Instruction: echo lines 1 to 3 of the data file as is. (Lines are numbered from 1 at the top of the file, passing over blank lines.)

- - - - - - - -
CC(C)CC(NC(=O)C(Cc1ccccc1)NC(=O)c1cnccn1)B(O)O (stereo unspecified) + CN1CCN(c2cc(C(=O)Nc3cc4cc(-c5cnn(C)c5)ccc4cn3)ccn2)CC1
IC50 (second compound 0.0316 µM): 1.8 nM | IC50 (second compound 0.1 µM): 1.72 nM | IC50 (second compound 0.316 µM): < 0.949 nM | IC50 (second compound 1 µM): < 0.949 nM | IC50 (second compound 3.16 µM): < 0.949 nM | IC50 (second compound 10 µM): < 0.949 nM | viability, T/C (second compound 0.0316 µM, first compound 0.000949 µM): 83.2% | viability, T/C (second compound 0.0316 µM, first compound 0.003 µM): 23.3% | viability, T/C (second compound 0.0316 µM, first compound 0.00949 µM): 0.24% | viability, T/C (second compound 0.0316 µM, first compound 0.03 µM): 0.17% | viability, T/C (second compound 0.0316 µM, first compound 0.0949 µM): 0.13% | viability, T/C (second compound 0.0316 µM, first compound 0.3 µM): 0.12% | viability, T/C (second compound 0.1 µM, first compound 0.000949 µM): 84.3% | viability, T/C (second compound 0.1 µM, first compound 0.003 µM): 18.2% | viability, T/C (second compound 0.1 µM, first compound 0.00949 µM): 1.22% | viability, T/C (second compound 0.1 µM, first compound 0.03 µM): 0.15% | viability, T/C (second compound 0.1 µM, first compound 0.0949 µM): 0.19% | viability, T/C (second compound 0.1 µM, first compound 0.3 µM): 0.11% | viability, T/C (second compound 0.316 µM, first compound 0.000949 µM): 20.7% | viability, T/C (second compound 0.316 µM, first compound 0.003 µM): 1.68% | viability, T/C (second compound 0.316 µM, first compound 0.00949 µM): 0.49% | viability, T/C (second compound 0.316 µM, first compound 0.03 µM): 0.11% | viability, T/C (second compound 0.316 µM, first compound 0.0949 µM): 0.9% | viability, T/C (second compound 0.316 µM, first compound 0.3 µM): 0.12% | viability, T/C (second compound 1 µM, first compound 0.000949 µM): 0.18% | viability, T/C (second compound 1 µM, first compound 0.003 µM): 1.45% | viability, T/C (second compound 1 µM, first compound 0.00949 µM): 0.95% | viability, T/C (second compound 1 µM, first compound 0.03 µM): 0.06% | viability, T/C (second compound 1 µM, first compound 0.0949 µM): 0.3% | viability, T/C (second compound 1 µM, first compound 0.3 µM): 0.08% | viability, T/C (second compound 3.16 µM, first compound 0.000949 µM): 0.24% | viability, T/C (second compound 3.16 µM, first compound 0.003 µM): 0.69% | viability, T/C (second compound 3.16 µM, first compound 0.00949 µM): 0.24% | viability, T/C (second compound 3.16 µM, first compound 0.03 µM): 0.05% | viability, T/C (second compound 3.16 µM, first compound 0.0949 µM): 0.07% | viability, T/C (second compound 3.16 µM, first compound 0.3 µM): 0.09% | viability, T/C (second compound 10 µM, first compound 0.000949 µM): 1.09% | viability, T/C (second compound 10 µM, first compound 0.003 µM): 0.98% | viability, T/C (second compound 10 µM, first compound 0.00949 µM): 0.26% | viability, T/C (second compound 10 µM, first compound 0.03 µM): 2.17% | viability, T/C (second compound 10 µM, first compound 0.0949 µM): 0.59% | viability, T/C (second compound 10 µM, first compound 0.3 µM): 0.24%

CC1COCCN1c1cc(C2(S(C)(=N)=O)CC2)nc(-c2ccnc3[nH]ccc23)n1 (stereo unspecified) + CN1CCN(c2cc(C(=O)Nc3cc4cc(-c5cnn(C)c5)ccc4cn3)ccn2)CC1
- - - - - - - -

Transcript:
CC(C)CC(NC(=O)C(Cc1ccccc1)NC(=O)c1cnccn1)B(O)O (stereo unspecified) + CN1CCN(c2cc(C(=O)Nc3cc4cc(-c5cnn(C)c5)ccc4cn3)ccn2)CC1
IC50 (second compound 0.0316 µM): 1.8 nM | IC50 (second compound 0.1 µM): 1.72 nM | IC50 (second compound 0.316 µM): < 0.949 nM | IC50 (second compound 1 µM): < 0.949 nM | IC50 (second compound 3.16 µM): < 0.949 nM | IC50 (second compound 10 µM): < 0.949 nM | viability, T/C (second compound 0.0316 µM, first compound 0.000949 µM): 83.2% | viability, T/C (second compound 0.0316 µM, first compound 0.003 µM): 23.3% | viability, T/C (second compound 0.0316 µM, first compound 0.00949 µM): 0.24% | viability, T/C (second compound 0.0316 µM, first compound 0.03 µM): 0.17% | viability, T/C (second compound 0.0316 µM, first compound 0.0949 µM): 0.13% | viability, T/C (second compound 0.0316 µM, first compound 0.3 µM): 0.12% | viability, T/C (second compound 0.1 µM, first compound 0.000949 µM): 84.3% | viability, T/C (second compound 0.1 µM, first compound 0.003 µM): 18.2% | viability, T/C (second compound 0.1 µM, first compound 0.00949 µM): 1.22% | viability, T/C (second compound 0.1 µM, first compound 0.03 µM): 0.15% | viability, T/C (second compound 0.1 µM, first compound 0.0949 µM): 0.19% | viability, T/C (second compound 0.1 µM, first compound 0.3 µM): 0.11% | viability, T/C (second compound 0.316 µM, first compound 0.000949 µM): 20.7% | viability, T/C (second compound 0.316 µM, first compound 0.003 µM): 1.68% | viability, T/C (second compound 0.316 µM, first compound 0.00949 µM): 0.49% | viability, T/C (second compound 0.316 µM, first compound 0.03 µM): 0.11% | viability, T/C (second compound 0.316 µM, first compound 0.0949 µM): 0.9% | viability, T/C (second compound 0.316 µM, first compound 0.3 µM): 0.12% | viability, T/C (second compound 1 µM, first compound 0.000949 µM): 0.18% | viability, T/C (second compound 1 µM, first compound 0.003 µM): 1.45% | viability, T/C (second compound 1 µM, first compound 0.00949 µM): 0.95% | viability, T/C (second compound 1 µM, first compound 0.03 µM): 0.06% | viability, T/C (second compound 1 µM, first compound 0.0949 µM): 0.3% | viability, T/C (second compound 1 µM, first compound 0.3 µM): 0.08% | viability, T/C (second compound 3.16 µM, first compound 0.000949 µM): 0.24% | viability, T/C (second compound 3.16 µM, first compound 0.003 µM): 0.69% | viability, T/C (second compound 3.16 µM, first compound 0.00949 µM): 0.24% | viability, T/C (second compound 3.16 µM, first compound 0.03 µM): 0.05% | viability, T/C (second compound 3.16 µM, first compound 0.0949 µM): 0.07% | viability, T/C (second compound 3.16 µM, first compound 0.3 µM): 0.09% | viability, T/C (second compound 10 µM, first compound 0.000949 µM): 1.09% | viability, T/C (second compound 10 µM, first compound 0.003 µM): 0.98% | viability, T/C (second compound 10 µM, first compound 0.00949 µM): 0.26% | viability, T/C (second compound 10 µM, first compound 0.03 µM): 2.17% | viability, T/C (second compound 10 µM, first compound 0.0949 µM): 0.59% | viability, T/C (second compound 10 µM, first compound 0.3 µM): 0.24%

CC1COCCN1c1cc(C2(S(C)(=N)=O)CC2)nc(-c2ccnc3[nH]ccc23)n1 (stereo unspecified) + CN1CCN(c2cc(C(=O)Nc3cc4cc(-c5cnn(C)c5)ccc4cn3)ccn2)CC1